Human occupation for several centuries was recorded in the archaeological layers of "Place d'Armes", Namur, Belgium. Preventive archaeological excavations were carried out between 1996/1997 and seven historical strata were observed, from Gallo-Roman period up to Modern Times. Soil samples from cesspools, latrines, and structures-like were studied and revealed intestinal parasite eggs in the different archaeological contexts. Ascaris lumbricoides
, A. suum
, Trichuris trichiura
, T. suis
., Fasciola hepatica
eggs were found. Paleoparasitology confirmed the use of structures as latrines or cesspit as firstly supposed by the archaeologists. Medieval latrines were not only used for rejection of human excrements. The finding of Ascaris sp. and Trichuris sp. eggs may point to human's or wild swine's feces. Gallo-Roman people used to eat wild boar. Therefore, both A. suum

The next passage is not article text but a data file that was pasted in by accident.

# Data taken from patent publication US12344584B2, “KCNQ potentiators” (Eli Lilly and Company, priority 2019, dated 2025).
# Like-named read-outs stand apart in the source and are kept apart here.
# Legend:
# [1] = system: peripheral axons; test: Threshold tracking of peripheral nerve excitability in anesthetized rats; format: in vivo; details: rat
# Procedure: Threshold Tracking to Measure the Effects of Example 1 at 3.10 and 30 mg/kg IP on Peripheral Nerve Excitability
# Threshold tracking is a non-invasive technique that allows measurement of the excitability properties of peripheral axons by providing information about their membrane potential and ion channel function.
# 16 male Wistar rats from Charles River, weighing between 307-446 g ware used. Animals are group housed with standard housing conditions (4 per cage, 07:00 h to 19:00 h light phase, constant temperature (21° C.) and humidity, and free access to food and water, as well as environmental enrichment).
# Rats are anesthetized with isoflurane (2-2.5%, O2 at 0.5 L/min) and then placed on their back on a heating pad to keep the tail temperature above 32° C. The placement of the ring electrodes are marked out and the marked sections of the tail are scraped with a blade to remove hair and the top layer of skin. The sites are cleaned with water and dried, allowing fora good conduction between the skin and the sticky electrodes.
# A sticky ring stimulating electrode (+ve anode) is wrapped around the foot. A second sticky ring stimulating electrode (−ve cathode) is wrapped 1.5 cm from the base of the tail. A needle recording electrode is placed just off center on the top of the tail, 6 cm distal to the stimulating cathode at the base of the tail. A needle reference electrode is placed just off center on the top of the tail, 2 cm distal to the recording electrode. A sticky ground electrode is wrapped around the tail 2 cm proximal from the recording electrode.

and T. suis
, or A. lumbricoides
and T. trichuris
, may be present, considering a swine carcass recovered into a cesspit. Careful sediment analysis may reveal its origin, although parasites of domestic animals can be found together with those of human's. Taenia sp
. eggs identified in latrine samples indicate ingestion of uncooked beef with cysticercoid larvae. F. hepatica
eggs suggest the ingestion of raw contaminated vegetables and Diphyllobothrium sp
. eggs indicate contaminated fresh-water fish consumption. Ascaris sp
. and Trichuris sp.
eggs indicate fecal-oral infection by human and/or animal excrements.